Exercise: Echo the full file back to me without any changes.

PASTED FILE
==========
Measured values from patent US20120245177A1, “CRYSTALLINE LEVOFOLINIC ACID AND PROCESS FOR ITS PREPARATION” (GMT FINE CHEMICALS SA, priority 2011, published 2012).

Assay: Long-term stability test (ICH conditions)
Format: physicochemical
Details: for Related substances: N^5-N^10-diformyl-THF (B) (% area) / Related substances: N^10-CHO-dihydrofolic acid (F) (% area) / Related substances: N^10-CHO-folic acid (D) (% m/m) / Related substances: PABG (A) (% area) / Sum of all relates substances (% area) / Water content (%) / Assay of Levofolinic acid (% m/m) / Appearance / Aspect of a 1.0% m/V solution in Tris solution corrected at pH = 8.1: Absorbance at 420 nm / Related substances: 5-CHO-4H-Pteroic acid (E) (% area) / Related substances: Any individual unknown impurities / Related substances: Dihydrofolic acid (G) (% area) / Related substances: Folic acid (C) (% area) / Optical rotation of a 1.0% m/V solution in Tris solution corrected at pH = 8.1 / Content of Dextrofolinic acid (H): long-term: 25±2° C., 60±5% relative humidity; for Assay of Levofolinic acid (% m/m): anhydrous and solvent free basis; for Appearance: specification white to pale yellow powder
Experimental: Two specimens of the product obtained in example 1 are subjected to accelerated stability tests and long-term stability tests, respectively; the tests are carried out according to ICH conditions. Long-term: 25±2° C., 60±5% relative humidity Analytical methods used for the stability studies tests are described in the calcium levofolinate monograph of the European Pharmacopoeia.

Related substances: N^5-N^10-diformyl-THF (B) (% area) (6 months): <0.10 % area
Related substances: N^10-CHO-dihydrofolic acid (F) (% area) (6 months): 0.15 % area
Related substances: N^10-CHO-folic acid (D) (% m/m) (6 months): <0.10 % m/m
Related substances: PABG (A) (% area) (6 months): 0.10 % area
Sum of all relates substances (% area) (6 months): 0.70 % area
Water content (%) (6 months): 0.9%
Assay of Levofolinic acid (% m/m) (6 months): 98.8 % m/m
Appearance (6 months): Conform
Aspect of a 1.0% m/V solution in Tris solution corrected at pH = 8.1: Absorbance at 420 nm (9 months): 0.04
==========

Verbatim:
Measured values from patent US20120245177A1, “CRYSTALLINE LEVOFOLINIC ACID AND PROCESS FOR ITS PREPARATION” (GMT FINE CHEMICALS SA, priority 2011, published 2012).

Assay: Long-term stability test (ICH conditions)
Format: physicochemical
Details: for Related substances: N^5-N^10-diformyl-THF (B) (% area) / Related substances: N^10-CHO-dihydrofolic acid (F) (% area) / Related substances: N^10-CHO-folic acid (D) (% m/m) / Related substances: PABG (A) (% area) / Sum of all relates substances (% area) / Water content (%) / Assay of Levofolinic acid (% m/m) / Appearance / Aspect of a 1.0% m/V solution in Tris solution corrected at pH = 8.1: Absorbance at 420 nm / Related substances: 5-CHO-4H-Pteroic acid (E) (% area) / Related substances: Any individual unknown impurities / Related substances: Dihydrofolic acid (G) (% area) / Related substances: Folic acid (C) (% area) / Optical rotation of a 1.0% m/V solution in Tris solution corrected at pH = 8.1 / Content of Dextrofolinic acid (H): long-term: 25±2° C., 60±5% relative humidity; for Assay of Levofolinic acid (% m/m): anhydrous and solvent free basis; for Appearance: specification white to pale yellow powder
Experimental: Two specimens of the product obtained in example 1 are subjected to accelerated stability tests and long-term stability tests, respectively; the tests are carried out according to ICH conditions. Long-term: 25±2° C., 60±5% relative humidity Analytical methods used for the stability studies tests are described in the calcium levofolinate monograph of the European Pharmacopoeia.

Related substances: N^5-N^10-diformyl-THF (B) (% area) (6 months): <0.10 % area
Related substances: N^10-CHO-dihydrofolic acid (F) (% area) (6 months): 0.15 % area
Related substances: N^10-CHO-folic acid (D) (% m/m) (6 months): <0.10 % m/m
Related substances: PABG (A) (% area) (6 months): 0.10 % area
Sum of all relates substances (% area) (6 months): 0.70 % area
Water content (%) (6 months): 0.9%
Assay of Levofolinic acid (% m/m) (6 months): 98.8 % m/m
Appearance (6 months): Conform
Aspect of a 1.0% m/V solution in Tris solution corrected at pH = 8.1: Absorbance at 420 nm (9 months): 0.04